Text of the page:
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Shin Splints When Walking Not Running

by
author image Lori Newell
I hold a Master's degree in exercise physiology/health promotion. I am a certified fitness specialist through the American College of Spots Medicine and an IYT certified yoga teacher. I have over 25 years experience teaching classes to both general public and those with chronic illness. The above allows me to write directly to the reader based on personal experiences.
Shin Splints When Walking Not Running
Woman's feet walking on treadmill Photo Credit YanLev/iStock/Getty Images

Shin splints are a common injury that can happen with any activity including running, playing sports, walking, dancing and taking aerobics classes. Shin splints that are not properly treated can turn into a more serious condition or they can become chronic. If you have developed shin splints while walking, first talk to your doctor who can recommend the right treatment approach.

Shin Splints

Shin splints are diagnosed when the muscles, tendons and layer of tissue that covers the shin bone become irritated or inflamed. Shin splints can cause pain on the inside edge of your shin bone, which may occur only during activity or the pain may be constant. Overtraining and improper training are the most common causes of shin splints, however there can be an underlying medical condition as well. Your physician can run tests and perform a physical examination to determine the exact cause and best treatment approach.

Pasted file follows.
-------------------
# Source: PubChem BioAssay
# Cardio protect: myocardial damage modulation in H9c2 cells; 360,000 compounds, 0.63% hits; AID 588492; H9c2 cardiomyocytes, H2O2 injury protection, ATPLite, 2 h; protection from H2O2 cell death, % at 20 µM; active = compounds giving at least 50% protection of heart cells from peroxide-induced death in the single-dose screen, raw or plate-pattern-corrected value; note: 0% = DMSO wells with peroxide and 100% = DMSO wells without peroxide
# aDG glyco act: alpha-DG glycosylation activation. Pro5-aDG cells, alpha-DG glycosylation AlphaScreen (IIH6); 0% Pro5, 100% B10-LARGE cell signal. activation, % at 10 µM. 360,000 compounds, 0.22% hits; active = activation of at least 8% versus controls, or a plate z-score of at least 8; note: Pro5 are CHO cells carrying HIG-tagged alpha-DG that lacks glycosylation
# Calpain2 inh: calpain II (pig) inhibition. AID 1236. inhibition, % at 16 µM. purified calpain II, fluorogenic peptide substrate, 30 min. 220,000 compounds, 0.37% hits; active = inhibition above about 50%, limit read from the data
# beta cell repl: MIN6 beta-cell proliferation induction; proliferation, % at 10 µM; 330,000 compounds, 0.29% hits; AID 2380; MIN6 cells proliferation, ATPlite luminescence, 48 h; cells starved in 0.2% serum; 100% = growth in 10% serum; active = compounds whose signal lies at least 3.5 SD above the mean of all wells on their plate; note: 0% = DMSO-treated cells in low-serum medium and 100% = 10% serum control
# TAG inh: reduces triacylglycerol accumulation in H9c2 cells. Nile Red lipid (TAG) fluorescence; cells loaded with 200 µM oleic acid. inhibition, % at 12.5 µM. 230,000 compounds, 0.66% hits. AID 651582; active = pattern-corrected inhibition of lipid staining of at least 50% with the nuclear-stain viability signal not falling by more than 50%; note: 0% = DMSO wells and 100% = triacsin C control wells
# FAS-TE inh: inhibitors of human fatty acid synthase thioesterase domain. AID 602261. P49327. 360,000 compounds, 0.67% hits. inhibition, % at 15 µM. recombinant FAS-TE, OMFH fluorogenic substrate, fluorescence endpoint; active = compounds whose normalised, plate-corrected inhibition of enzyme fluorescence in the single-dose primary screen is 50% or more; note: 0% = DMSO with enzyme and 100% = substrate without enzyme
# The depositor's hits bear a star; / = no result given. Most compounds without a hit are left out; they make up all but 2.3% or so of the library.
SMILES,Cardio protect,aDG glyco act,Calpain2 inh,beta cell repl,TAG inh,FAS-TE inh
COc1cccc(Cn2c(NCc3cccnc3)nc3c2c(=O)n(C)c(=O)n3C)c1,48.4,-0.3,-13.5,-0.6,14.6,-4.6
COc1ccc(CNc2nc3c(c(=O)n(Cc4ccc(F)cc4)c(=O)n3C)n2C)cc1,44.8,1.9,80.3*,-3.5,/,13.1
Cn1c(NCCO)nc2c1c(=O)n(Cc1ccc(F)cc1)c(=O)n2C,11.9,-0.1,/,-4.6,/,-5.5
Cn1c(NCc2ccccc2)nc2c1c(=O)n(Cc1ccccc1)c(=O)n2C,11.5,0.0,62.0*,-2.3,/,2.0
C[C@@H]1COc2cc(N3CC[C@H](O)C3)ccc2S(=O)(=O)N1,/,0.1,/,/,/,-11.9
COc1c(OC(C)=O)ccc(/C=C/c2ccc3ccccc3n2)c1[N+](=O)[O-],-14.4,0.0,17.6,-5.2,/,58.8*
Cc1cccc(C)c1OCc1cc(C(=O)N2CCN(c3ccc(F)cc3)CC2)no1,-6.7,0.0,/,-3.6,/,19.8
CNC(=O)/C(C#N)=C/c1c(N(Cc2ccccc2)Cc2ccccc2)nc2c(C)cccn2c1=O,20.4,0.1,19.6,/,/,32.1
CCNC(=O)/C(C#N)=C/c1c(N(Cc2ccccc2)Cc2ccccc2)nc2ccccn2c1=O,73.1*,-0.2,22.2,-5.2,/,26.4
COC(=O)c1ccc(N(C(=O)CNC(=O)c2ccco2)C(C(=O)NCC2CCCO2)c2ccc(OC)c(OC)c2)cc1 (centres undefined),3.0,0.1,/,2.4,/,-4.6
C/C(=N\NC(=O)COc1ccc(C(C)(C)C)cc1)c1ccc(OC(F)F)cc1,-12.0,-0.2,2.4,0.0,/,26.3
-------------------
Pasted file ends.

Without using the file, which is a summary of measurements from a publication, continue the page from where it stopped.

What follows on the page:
Shin Splints and Walking

While shin splints are often associated with high-impact activities such as running, any type of activity can cause them. If you have been sedentary and suddenly start walking every day, or for long distances or at a very brisk intensity, your risk for shin splints is higher. Walking uphill, downhill or on uneven surfaces can also place excessive stress on the shin area. Having flat feet raises your risk of developing this condition as well.

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Treatment

The exact treatment required depends on the severity and cause of your shin splints. If your injury is severe you may require a period of rest, ice and medication to reduce the pain and swelling. You may need to use crutches and avoid putting weight on the area for a short period. In milder cases you may only need to avoid activities that make your symptoms worse. If there is a structural problem with your feet, orthotics, arch supports or inserts may be prescribed. Once your symptoms subside, you will need to return to your preinjury walking routine very slowly.

Prevention

Your best bet is to take steps to avoid shin splits while walking. Visit a sporting goods store and try on several shoes to find the right fit and support for your feet. There are athletic shoes specifically designed for walking.

Use good workout habits such as warming up and stretching lightly before your walk and cooling down after. Participating in a strength-training program for the lower legs will help to take pressure off of the soft tissues so they are less prone to injury. If you are at risk for shin splints, a physical therapist can design a proper program based on your overall health and walking routine.

Using proper walking form can help prevent shin splints. Avoid striding too far forward and leading with the heel and avoid walking at a pace that's too fast. Each stride, no matter how fast you're moving, should involve hip rotation.

You may also find that you need to vary your workout by walking every other day and then biking, swimming or taking water aerobics on the other days to cut down on the impact.

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